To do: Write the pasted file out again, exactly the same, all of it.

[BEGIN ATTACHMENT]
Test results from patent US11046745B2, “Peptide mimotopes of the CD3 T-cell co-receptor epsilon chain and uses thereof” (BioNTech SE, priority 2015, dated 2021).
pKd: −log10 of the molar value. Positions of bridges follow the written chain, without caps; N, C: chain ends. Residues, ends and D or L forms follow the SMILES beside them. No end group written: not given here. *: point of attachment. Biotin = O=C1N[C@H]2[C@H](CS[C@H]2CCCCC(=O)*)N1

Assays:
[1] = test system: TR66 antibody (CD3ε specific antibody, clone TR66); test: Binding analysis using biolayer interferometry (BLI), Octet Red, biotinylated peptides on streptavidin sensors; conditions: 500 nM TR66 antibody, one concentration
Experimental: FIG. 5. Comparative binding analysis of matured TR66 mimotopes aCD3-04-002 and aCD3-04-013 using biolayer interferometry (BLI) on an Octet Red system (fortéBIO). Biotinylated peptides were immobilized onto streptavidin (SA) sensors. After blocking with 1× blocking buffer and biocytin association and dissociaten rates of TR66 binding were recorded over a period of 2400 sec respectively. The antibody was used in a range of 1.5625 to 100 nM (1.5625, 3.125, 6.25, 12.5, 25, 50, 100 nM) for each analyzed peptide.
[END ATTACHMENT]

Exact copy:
Test results from patent US11046745B2, “Peptide mimotopes of the CD3 T-cell co-receptor epsilon chain and uses thereof” (BioNTech SE, priority 2015, dated 2021).
pKd: −log10 of the molar value. Positions of bridges follow the written chain, without caps; N, C: chain ends. Residues, ends and D or L forms follow the SMILES beside them. No end group written: not given here. *: point of attachment. Biotin = O=C1N[C@H]2[C@H](CS[C@H]2CCCCC(=O)*)N1

Assays:
[1] = test system: TR66 antibody (CD3ε specific antibody, clone TR66); test: Binding analysis using biolayer interferometry (BLI), Octet Red, biotinylated peptides on streptavidin sensors; conditions: 500 nM TR66 antibody, one concentration
Experimental: FIG. 5. Comparative binding analysis of matured TR66 mimotopes aCD3-04-002 and aCD3-04-013 using biolayer interferometry (BLI) on an Octet Red system (fortéBIO). Biotinylated peptides were immobilized onto streptavidin (SA) sensors. After blocking with 1× blocking buffer and biocytin association and dissociaten rates of TR66 binding were recorded over a period of 2400 sec respectively. The antibody was used in a range of 1.5625 to 100 nM (1.5625, 3.125, 6.25, 12.5, 25, 50, 100 nM) for each analyzed peptide.